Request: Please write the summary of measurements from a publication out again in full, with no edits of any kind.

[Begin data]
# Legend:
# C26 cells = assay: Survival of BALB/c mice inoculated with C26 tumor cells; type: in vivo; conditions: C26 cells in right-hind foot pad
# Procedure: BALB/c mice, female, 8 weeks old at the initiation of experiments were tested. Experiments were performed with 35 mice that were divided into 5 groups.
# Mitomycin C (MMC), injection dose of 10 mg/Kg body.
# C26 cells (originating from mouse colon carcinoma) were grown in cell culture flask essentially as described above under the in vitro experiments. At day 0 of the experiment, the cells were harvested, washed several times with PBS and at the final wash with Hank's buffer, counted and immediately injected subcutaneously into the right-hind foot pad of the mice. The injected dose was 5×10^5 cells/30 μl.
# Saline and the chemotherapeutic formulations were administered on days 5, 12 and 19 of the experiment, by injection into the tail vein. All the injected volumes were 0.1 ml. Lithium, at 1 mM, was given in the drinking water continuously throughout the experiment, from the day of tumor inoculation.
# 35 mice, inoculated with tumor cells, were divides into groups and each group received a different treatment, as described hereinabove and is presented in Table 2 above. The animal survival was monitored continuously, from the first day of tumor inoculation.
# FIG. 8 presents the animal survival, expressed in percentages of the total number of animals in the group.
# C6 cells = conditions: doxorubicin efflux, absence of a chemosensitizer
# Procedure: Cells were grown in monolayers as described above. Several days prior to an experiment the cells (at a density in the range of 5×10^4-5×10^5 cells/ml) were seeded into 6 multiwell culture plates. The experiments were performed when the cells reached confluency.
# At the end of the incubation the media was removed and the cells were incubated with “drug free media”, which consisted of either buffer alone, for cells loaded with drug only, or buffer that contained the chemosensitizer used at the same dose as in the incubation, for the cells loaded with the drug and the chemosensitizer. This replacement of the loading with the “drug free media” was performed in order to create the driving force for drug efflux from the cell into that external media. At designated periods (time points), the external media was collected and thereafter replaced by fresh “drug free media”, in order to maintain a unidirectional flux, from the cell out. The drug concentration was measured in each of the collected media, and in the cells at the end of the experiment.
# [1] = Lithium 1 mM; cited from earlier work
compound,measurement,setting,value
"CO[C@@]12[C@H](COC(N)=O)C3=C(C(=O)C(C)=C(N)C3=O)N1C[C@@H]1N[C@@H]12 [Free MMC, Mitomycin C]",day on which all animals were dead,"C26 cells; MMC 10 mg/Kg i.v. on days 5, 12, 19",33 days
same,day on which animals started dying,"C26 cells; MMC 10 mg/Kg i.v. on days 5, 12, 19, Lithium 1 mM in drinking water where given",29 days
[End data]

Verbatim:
# Legend:
# C26 cells = assay: Survival of BALB/c mice inoculated with C26 tumor cells; type: in vivo; conditions: C26 cells in right-hind foot pad
# Procedure: BALB/c mice, female, 8 weeks old at the initiation of experiments were tested. Experiments were performed with 35 mice that were divided into 5 groups.
# Mitomycin C (MMC), injection dose of 10 mg/Kg body.
# C26 cells (originating from mouse colon carcinoma) were grown in cell culture flask essentially as described above under the in vitro experiments. At day 0 of the experiment, the cells were harvested, washed several times with PBS and at the final wash with Hank's buffer, counted and immediately injected subcutaneously into the right-hind foot pad of the mice. The injected dose was 5×10^5 cells/30 μl.
# Saline and the chemotherapeutic formulations were administered on days 5, 12 and 19 of the experiment, by injection into the tail vein. All the injected volumes were 0.1 ml. Lithium, at 1 mM, was given in the drinking water continuously throughout the experiment, from the day of tumor inoculation.
# 35 mice, inoculated with tumor cells, were divides into groups and each group received a different treatment, as described hereinabove and is presented in Table 2 above. The animal survival was monitored continuously, from the first day of tumor inoculation.
# FIG. 8 presents the animal survival, expressed in percentages of the total number of animals in the group.
# C6 cells = conditions: doxorubicin efflux, absence of a chemosensitizer
# Procedure: Cells were grown in monolayers as described above. Several days prior to an experiment the cells (at a density in the range of 5×10^4-5×10^5 cells/ml) were seeded into 6 multiwell culture plates. The experiments were performed when the cells reached confluency.
# At the end of the incubation the media was removed and the cells were incubated with “drug free media”, which consisted of either buffer alone, for cells loaded with drug only, or buffer that contained the chemosensitizer used at the same dose as in the incubation, for the cells loaded with the drug and the chemosensitizer. This replacement of the loading with the “drug free media” was performed in order to create the driving force for drug efflux from the cell into that external media. At designated periods (time points), the external media was collected and thereafter replaced by fresh “drug free media”, in order to maintain a unidirectional flux, from the cell out. The drug concentration was measured in each of the collected media, and in the cells at the end of the experiment.
# [1] = Lithium 1 mM; cited from earlier work
compound,measurement,setting,value
"CO[C@@]12[C@H](COC(N)=O)C3=C(C(=O)C(C)=C(N)C3=O)N1C[C@@H]1N[C@@H]12 [Free MMC, Mitomycin C]",day on which all animals were dead,"C26 cells; MMC 10 mg/Kg i.v. on days 5, 12, 19",33 days
same,day on which animals started dying,"C26 cells; MMC 10 mg/Kg i.v. on days 5, 12, 19, Lithium 1 mM in drinking water where given",29 days